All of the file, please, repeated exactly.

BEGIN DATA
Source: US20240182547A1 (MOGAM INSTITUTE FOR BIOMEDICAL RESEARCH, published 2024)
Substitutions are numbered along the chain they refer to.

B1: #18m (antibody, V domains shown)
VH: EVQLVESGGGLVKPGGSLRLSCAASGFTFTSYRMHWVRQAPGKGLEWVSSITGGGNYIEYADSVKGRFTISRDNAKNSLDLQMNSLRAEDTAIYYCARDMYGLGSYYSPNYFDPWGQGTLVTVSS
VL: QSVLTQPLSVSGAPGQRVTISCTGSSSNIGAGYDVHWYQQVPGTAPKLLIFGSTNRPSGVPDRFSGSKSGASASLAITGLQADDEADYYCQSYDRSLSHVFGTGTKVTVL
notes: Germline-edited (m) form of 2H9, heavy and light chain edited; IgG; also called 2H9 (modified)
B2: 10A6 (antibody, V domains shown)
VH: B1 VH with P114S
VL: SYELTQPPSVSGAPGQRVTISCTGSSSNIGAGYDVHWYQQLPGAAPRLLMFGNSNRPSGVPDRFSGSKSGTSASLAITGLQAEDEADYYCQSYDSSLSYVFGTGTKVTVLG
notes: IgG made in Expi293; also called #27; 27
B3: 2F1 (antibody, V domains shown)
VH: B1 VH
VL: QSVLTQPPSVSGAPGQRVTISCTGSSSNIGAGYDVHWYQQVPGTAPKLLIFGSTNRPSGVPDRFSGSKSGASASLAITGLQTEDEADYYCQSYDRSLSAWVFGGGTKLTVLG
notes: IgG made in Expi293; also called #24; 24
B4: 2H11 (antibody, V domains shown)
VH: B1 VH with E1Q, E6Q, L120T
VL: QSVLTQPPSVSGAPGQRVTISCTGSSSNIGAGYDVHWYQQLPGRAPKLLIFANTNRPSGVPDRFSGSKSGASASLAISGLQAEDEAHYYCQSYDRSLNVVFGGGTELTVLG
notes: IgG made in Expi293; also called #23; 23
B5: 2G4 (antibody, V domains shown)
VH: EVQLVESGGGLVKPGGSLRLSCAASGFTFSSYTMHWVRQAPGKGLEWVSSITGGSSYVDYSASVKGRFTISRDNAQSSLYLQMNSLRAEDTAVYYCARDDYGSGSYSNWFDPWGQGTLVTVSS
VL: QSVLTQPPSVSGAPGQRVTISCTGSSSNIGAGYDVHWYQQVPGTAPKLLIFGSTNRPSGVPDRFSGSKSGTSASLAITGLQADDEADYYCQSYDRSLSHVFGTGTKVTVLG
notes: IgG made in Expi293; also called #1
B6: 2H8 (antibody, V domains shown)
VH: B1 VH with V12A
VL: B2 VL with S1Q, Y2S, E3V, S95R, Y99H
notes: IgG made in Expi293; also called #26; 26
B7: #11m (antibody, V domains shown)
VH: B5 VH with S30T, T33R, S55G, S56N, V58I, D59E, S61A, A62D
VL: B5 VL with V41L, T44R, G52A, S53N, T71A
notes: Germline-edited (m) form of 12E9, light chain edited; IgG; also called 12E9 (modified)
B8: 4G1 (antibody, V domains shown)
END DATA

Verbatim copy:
Source: US20240182547A1 (MOGAM INSTITUTE FOR BIOMEDICAL RESEARCH, published 2024)
Substitutions are numbered along the chain they refer to.

B1: #18m (antibody, V domains shown)
VH: EVQLVESGGGLVKPGGSLRLSCAASGFTFTSYRMHWVRQAPGKGLEWVSSITGGGNYIEYADSVKGRFTISRDNAKNSLDLQMNSLRAEDTAIYYCARDMYGLGSYYSPNYFDPWGQGTLVTVSS
VL: QSVLTQPLSVSGAPGQRVTISCTGSSSNIGAGYDVHWYQQVPGTAPKLLIFGSTNRPSGVPDRFSGSKSGASASLAITGLQADDEADYYCQSYDRSLSHVFGTGTKVTVL
notes: Germline-edited (m) form of 2H9, heavy and light chain edited; IgG; also called 2H9 (modified)
B2: 10A6 (antibody, V domains shown)
VH: B1 VH with P114S
VL: SYELTQPPSVSGAPGQRVTISCTGSSSNIGAGYDVHWYQQLPGAAPRLLMFGNSNRPSGVPDRFSGSKSGTSASLAITGLQAEDEADYYCQSYDSSLSYVFGTGTKVTVLG
notes: IgG made in Expi293; also called #27; 27
B3: 2F1 (antibody, V domains shown)
VH: B1 VH
VL: QSVLTQPPSVSGAPGQRVTISCTGSSSNIGAGYDVHWYQQVPGTAPKLLIFGSTNRPSGVPDRFSGSKSGASASLAITGLQTEDEADYYCQSYDRSLSAWVFGGGTKLTVLG
notes: IgG made in Expi293; also called #24; 24
B4: 2H11 (antibody, V domains shown)
VH: B1 VH with E1Q, E6Q, L120T
VL: QSVLTQPPSVSGAPGQRVTISCTGSSSNIGAGYDVHWYQQLPGRAPKLLIFANTNRPSGVPDRFSGSKSGASASLAISGLQAEDEAHYYCQSYDRSLNVVFGGGTELTVLG
notes: IgG made in Expi293; also called #23; 23
B5: 2G4 (antibody, V domains shown)
VH: EVQLVESGGGLVKPGGSLRLSCAASGFTFSSYTMHWVRQAPGKGLEWVSSITGGSSYVDYSASVKGRFTISRDNAQSSLYLQMNSLRAEDTAVYYCARDDYGSGSYSNWFDPWGQGTLVTVSS
VL: QSVLTQPPSVSGAPGQRVTISCTGSSSNIGAGYDVHWYQQVPGTAPKLLIFGSTNRPSGVPDRFSGSKSGTSASLAITGLQADDEADYYCQSYDRSLSHVFGTGTKVTVLG
notes: IgG made in Expi293; also called #1
B6: 2H8 (antibody, V domains shown)
VH: B1 VH with V12A
VL: B2 VL with S1Q, Y2S, E3V, S95R, Y99H
notes: IgG made in Expi293; also called #26; 26
B7: #11m (antibody, V domains shown)
VH: B5 VH with S30T, T33R, S55G, S56N, V58I, D59E, S61A, A62D
VL: B5 VL with V41L, T44R, G52A, S53N, T71A
notes: Germline-edited (m) form of 12E9, light chain edited; IgG; also called 12E9 (modified)
B8: 4G1 (antibody, V domains shown)